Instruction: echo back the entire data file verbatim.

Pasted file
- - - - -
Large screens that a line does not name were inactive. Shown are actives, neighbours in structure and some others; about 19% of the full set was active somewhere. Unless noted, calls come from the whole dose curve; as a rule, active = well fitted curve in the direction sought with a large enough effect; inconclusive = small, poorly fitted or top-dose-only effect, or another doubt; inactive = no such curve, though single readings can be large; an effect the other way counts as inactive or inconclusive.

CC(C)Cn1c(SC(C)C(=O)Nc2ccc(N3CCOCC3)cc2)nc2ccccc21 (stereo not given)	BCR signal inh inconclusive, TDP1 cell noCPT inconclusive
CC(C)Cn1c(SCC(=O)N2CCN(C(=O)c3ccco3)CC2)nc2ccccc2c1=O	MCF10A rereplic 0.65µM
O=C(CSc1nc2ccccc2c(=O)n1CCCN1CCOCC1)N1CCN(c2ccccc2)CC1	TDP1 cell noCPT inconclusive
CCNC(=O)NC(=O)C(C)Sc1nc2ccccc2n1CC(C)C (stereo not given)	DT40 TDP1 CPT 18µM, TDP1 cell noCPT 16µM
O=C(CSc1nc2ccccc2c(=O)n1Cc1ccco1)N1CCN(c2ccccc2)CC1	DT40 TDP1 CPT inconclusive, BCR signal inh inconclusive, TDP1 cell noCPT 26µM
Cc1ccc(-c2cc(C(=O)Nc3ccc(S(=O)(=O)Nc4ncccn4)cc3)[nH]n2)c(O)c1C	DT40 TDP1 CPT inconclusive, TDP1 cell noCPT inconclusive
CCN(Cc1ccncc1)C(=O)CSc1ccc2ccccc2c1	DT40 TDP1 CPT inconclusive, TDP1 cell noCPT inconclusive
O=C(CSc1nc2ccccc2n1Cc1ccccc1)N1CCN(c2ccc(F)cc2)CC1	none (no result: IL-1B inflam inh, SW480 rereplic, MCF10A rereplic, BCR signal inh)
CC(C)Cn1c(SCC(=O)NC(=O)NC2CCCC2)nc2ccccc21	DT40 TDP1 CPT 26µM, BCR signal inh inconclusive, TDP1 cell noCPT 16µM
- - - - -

Large screens that a line does not name were inactive. Shown are actives, neighbours in structure and some others; about 19% of the full set was active somewhere. Unless noted, calls come from the whole dose curve; as a rule, active = well fitted curve in the direction sought with a large enough effect; inconclusive = small, poorly fitted or top-dose-only effect, or another doubt; inactive = no such curve, though single readings can be large; an effect the other way counts as inactive or inconclusive.

CC(C)Cn1c(SC(C)C(=O)Nc2ccc(N3CCOCC3)cc2)nc2ccccc21 (stereo not given)	BCR signal inh inconclusive, TDP1 cell noCPT inconclusive
CC(C)Cn1c(SCC(=O)N2CCN(C(=O)c3ccco3)CC2)nc2ccccc2c1=O	MCF10A rereplic 0.65µM
O=C(CSc1nc2ccccc2c(=O)n1CCCN1CCOCC1)N1CCN(c2ccccc2)CC1	TDP1 cell noCPT inconclusive
CCNC(=O)NC(=O)C(C)Sc1nc2ccccc2n1CC(C)C (stereo not given)	DT40 TDP1 CPT 18µM, TDP1 cell noCPT 16µM
O=C(CSc1nc2ccccc2c(=O)n1Cc1ccco1)N1CCN(c2ccccc2)CC1	DT40 TDP1 CPT inconclusive, BCR signal inh inconclusive, TDP1 cell noCPT 26µM
Cc1ccc(-c2cc(C(=O)Nc3ccc(S(=O)(=O)Nc4ncccn4)cc3)[nH]n2)c(O)c1C	DT40 TDP1 CPT inconclusive, TDP1 cell noCPT inconclusive
CCN(Cc1ccncc1)C(=O)CSc1ccc2ccccc2c1	DT40 TDP1 CPT inconclusive, TDP1 cell noCPT inconclusive
O=C(CSc1nc2ccccc2n1Cc1ccccc1)N1CCN(c2ccc(F)cc2)CC1	none (no result: IL-1B inflam inh, SW480 rereplic, MCF10A rereplic, BCR signal inh)
CC(C)Cn1c(SCC(=O)NC(=O)NC2CCCC2)nc2ccccc21	DT40 TDP1 CPT 26µM, BCR signal inh inconclusive, TDP1 cell noCPT 16µM